Colin Newton has a way of surprising people. Born with a rare neuromuscular disorder, he spent the first three months of his life in the intensive care unit (ICU) struggling to breathe. Two and a half years later, and eight months after he underwent spinal surgery for infantile scoliosis, Colin went skiing for the first time.
Colin was born with nemaline myopathy, a condition that causes severe muscle weakness throughout his body. “Colin’s diagnosis was unexpected,” says his mom, Erin. After a typical pregnancy and delivery, Colin immediately showed signs of respiratory distress and severe muscle weakness (hypotonia). “As a newborn, Colin could barely move a muscle and his reflexes were virtually nonexistent. He needed mechanical assistance to help him breathe and a feeding tube to help him grow.”
Throughout Colin’s time in the ICU, the Boston Children’s Hospital Critical Care, Anesthesia Perioperative Extension (CAPE) and Home Ventilation Program tended to his respiratory issues, finding the least invasive means possible to help him breathe. When Colin was 3 months old, the CAPE team provided home support, enabling him to go home for the first time.
But Colin’s health remained tentative. In addition to muscle weakness and breathing problems, he had a severe leftward curve in his spine. This curvature constricted his left lung, causing the lung to collapse repeatedly. This made him prone to pneumonia. In total, Colin spent more than a third of his first year in respiratory distress and hospitalized. He and his family celebrated his first birthday in the ICU.
Limited by infantile scoliosis
Colin’s scoliosis was visible in x-rays and to the naked eye. His body curved to the left. When his parents held him, they could feel his back arching under his shirt. When they tried to sit him up, he struggled to maintain his balance. “We could tell he wanted to be social but he couldn’t sit up without supporting himself with his arms, and he couldn’t play while supporting himself,” remembers Chris, Colin’s dad. “We have a video of him at 10 months old trying to play with his sisters. He was clearly frustrated.”
Dr. Timothy Hresko of the Spine Division got involved in Colin’s care when he was 1 year old. In collaboration with the CAPE team, Dr. Hresko had Colin fitted for a body brace in hopes that the added stability would create space for his left lung to function. But his respiratory problems continued. When Colin was 2 years old, Dr. Hresko implanted growing rods to stabilize his spine.
It was not an easy choice to operate on such a small, fragile child. But from a clinical standpoint, Colin’s scoliosis and respiratory issues had not improved with bracing. From a quality-of-life standpoint, Colin could not thrive in such an unsupported state. After lengthy discussions, Erin and Chris, Dr. Hresko, and the CAPE team doctors, Dr. Robert Graham and Dr. David Casavant, agreed that surgery was the best possible option.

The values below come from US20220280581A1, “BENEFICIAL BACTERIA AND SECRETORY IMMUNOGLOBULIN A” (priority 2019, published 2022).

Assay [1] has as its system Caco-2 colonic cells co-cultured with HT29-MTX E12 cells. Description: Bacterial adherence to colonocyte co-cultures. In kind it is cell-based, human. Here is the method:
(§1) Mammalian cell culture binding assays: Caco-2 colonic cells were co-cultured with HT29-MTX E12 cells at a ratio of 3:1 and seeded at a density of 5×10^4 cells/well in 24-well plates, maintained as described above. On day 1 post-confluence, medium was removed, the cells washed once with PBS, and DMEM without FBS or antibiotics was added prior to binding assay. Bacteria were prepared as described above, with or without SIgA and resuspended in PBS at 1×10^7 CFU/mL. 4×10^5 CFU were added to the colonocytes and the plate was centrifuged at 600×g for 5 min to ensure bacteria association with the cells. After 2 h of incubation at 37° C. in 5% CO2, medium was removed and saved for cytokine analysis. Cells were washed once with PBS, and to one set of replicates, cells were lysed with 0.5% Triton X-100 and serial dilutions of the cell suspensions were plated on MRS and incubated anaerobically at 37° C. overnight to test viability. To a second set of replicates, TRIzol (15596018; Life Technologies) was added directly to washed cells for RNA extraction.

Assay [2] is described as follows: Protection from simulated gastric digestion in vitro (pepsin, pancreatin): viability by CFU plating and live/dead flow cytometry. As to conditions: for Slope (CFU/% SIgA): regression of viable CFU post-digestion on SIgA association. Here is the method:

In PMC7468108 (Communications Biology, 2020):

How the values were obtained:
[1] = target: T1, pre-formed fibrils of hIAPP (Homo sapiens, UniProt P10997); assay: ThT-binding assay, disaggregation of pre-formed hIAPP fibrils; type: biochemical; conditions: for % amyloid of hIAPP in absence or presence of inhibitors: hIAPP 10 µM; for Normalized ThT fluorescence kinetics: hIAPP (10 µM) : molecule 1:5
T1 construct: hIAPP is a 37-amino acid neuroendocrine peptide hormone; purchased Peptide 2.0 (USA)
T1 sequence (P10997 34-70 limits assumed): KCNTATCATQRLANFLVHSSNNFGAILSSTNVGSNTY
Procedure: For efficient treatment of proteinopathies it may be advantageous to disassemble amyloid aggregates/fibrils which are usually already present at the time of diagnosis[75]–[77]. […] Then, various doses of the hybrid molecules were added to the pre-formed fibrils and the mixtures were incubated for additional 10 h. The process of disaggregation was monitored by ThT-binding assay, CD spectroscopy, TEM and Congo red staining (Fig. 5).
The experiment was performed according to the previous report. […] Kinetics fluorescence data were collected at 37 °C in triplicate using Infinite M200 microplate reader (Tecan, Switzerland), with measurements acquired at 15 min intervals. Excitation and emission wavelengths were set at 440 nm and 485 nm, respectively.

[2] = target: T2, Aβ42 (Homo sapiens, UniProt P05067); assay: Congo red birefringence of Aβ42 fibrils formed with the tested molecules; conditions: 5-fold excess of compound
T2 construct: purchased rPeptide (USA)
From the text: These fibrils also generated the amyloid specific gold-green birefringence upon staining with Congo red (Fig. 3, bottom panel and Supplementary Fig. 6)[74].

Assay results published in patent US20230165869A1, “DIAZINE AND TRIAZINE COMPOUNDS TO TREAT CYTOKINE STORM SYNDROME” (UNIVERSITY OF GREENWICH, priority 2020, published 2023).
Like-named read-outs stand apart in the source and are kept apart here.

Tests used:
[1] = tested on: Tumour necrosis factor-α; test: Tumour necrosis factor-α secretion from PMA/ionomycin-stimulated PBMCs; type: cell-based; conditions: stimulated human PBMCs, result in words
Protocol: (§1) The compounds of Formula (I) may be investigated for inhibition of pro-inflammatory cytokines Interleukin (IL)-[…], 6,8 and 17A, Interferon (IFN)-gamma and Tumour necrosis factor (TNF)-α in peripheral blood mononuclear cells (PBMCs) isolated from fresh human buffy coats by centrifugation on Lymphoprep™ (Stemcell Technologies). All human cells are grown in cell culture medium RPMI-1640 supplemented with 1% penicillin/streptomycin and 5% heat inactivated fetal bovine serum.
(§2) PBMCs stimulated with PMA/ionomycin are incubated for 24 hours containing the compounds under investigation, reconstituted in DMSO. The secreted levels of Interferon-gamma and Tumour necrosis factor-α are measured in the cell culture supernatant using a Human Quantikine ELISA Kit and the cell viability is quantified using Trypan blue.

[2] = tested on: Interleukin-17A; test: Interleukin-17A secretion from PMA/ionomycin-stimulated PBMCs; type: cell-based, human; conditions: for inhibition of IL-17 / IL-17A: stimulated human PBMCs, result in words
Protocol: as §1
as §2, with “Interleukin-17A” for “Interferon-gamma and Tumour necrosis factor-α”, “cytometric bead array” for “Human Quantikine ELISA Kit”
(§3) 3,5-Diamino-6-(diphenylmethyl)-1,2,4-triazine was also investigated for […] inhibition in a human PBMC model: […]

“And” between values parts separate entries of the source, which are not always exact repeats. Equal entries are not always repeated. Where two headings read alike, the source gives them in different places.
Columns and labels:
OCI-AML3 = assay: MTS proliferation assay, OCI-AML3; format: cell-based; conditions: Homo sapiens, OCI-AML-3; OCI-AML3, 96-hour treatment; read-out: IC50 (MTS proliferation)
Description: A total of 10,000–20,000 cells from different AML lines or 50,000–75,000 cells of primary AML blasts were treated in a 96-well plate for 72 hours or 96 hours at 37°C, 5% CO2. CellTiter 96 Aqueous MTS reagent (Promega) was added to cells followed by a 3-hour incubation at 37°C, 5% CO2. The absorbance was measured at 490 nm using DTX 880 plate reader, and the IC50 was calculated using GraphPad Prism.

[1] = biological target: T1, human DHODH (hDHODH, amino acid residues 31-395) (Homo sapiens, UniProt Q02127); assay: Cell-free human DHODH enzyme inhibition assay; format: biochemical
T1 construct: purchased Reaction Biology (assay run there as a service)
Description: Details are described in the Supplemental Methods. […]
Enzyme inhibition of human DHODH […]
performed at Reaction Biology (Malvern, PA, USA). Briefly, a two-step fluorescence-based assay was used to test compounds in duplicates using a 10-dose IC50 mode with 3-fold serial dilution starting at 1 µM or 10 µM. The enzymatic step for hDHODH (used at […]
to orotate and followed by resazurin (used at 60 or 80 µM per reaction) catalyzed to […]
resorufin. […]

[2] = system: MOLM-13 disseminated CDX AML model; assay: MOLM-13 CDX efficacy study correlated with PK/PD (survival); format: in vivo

“We were very much a part of Colin’s team,” says Erin. “As parents, we appreciated the fact that Colin’s doctors saw him as a whole person. They recognized how social he was and eager to take part in the world. Together we decided that surgery would give him the best possibility of achieving that.”
Colin thrives after spine surgery
Once again, Colin surprised everyone. After the operation, instead of spending a month in the hospital as expected, he went home in one week. “He was a rock star,” says Chris. Soon, Colin could take bigger, deeper breaths and use his arms to play with his sisters. “The more he played, the stronger he became.” The operation took place in the spring. The following winter, he joined an adaptive ski program.
For the next three years, Colin returned to Boston Children’s at regular intervals where Dr. Hresko would lengthen his growing rods. The operations were not all easy. Sometimes after a lengthening procedure, Colin recovered quickly. Other times, he needed unplanned surgery to replace a broken rod.
Even in the midst of such challenges, Colin continued to thrive, developing a gregarious personality and a wide range of interests. He started cartooning and creating his own comic books. He became adept in his manual wheelchair and started swimming independently, horseback riding, and skiing in the winter. And then came a momentous day. Five years after meeting Dr. Graham in the ICU, Colin went skiing with his doctor, making a once far-off milestone a reality.
By the time Colin turned 6, his first set of growing rods had reached their full length. And his spine was strong enough for MAGnetic Expansion Control (MAGEC) rods that could be lengthened without surgery.
Again, Colin’s team convened, evaluated the benefits of another major surgery, and decided to move forward. The procedure was scheduled for the spring of 2020. For a while, COVID-19 put the timing in question, but by May, infection rates in Massachusetts were going down. That, plus the strict safety measures at Boston Children’s, helped his parents and care team decide it was in Colin’s best interest to proceed.
The surgery took place on a Monday. After five days in the ICU, and overcoming some difficult respiratory issues, Colin went home on Friday. That same afternoon, he wheeled himself outside so he could help his father wash the car.
Helping Colin be Colin
“We’ve been lucky to have providers who work together as a team,” says Erin. She and Chris have worked with countless clinicians over the past six years and take pride in being a patient family at Boston Children’s. “Dr. Hresko has always looked at Colin as a whole person. He could see how motivated Colin was, how social he was, and how important it was to him to be able to play with his sisters.” For Colin and his family, that has made all the difference.
Learn more about the Spine Division and the Critical Care, Anesthesia Preoperative Extension (CAPE) and Home Ventilation Program.
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